What is an IPA?
Not a week goes by where we don't get questions about our IPA's, specifically of the "hazy" variety. Where did they originally come from? What makes them hazy? In what ways are they different from more "traditional", West Coast-style IPA's? Well, we thought it was high-time that we addressed some of these inquiries in a series of short posts aimed at highlighting one of the most popular styles in craft beer today.
First, we start off with a brief history! As with nearly all historical left-turns, the origins of hazy IPA are similarly rooted in a move away from the orthodoxy of the time, in search of something new and different.
In the late 90's and most of the 00's, there was a race to achieve the maximum level of palate-assaulting, punch-you-in-the-mouth hoppiness, which at the time was much more synonymous with "bitter" than with the myriad other sensory terms that we use today.
Floral, Resinous, vs Piney
While lip service was given to terms like "floral," "resinous," and "piney," make no mistake - the goal was to ratchet up IBU's (International Bitterness Units) to the highest level possible. There were of course balanced and even-handed approaches to the style available on the market, but most craft beer aficionados set their compass towards the Isle of Bitterness and never looked back.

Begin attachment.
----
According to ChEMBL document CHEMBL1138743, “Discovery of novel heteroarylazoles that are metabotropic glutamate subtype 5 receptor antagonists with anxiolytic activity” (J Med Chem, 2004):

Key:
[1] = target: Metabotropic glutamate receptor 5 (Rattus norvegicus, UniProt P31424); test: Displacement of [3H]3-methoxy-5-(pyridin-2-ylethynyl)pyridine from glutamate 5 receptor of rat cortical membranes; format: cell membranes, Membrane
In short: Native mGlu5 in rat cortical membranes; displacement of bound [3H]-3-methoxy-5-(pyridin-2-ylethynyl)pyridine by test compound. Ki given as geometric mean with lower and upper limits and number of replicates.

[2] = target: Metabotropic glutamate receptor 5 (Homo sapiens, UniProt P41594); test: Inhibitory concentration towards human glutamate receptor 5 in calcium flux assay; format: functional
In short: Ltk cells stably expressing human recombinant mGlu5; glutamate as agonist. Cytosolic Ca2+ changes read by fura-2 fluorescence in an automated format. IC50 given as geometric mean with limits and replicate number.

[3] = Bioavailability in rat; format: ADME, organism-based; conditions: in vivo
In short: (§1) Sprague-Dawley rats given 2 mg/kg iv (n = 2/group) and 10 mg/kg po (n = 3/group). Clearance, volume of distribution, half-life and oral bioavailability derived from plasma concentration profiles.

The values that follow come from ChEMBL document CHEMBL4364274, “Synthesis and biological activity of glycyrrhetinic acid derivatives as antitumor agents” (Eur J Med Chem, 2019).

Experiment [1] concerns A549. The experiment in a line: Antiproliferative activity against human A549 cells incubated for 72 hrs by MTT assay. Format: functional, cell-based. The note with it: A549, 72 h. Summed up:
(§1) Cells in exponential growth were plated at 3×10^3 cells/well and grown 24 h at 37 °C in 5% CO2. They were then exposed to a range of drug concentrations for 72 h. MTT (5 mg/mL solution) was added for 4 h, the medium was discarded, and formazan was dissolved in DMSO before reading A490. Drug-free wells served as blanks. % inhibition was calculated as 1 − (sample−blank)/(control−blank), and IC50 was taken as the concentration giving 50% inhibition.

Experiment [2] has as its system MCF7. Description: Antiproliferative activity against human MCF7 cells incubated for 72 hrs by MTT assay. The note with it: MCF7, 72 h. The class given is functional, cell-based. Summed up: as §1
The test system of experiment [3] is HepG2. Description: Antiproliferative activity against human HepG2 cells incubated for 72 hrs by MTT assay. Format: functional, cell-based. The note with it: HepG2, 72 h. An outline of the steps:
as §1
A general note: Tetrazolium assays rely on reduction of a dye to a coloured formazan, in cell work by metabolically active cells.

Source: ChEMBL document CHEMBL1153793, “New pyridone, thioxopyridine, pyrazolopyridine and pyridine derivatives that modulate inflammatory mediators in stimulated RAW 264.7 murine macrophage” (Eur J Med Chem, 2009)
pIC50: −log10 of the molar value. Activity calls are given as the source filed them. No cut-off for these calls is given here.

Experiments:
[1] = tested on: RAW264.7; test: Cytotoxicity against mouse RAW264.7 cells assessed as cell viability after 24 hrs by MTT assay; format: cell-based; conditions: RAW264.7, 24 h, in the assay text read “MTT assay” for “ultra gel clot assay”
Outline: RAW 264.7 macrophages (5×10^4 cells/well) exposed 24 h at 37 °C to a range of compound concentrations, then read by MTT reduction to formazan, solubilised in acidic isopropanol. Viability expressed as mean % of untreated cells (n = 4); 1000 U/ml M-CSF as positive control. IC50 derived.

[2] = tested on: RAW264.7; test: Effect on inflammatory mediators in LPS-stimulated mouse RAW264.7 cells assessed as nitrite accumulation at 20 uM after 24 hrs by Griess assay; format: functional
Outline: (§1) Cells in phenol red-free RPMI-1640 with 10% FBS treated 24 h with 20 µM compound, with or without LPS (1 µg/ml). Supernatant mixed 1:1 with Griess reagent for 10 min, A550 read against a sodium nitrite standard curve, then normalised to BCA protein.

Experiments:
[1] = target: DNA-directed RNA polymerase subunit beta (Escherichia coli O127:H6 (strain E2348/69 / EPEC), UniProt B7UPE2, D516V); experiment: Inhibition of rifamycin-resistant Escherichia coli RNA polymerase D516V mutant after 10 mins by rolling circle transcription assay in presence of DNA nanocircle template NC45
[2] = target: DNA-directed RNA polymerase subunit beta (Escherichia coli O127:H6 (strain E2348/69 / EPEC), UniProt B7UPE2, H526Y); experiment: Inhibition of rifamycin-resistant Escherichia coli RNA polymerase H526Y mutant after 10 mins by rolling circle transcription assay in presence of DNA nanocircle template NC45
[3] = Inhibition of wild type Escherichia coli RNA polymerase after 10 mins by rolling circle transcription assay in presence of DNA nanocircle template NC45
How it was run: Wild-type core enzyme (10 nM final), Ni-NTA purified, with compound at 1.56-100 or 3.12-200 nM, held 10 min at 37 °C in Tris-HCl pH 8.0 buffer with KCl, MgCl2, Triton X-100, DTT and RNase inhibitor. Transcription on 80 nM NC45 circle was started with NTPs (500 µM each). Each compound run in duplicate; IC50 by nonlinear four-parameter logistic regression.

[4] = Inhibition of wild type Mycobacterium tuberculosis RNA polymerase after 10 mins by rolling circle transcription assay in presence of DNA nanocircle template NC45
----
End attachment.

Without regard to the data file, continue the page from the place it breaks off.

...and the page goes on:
One of the other hallmarks of a well-made West Coast-style IPA was generally thought to be a crystal clarity that, although typically a bit more amber in hue, wasn't too dissimilar from the clarity found in a great pilsner. A dry, sparkling, transparent liquid was a beacon to all that the brewer had a grasp of both technique and tradition, and thus the world went around. Thus, that is, until a couple of brewpubs in Vermont quite literally changed the course of craft beer...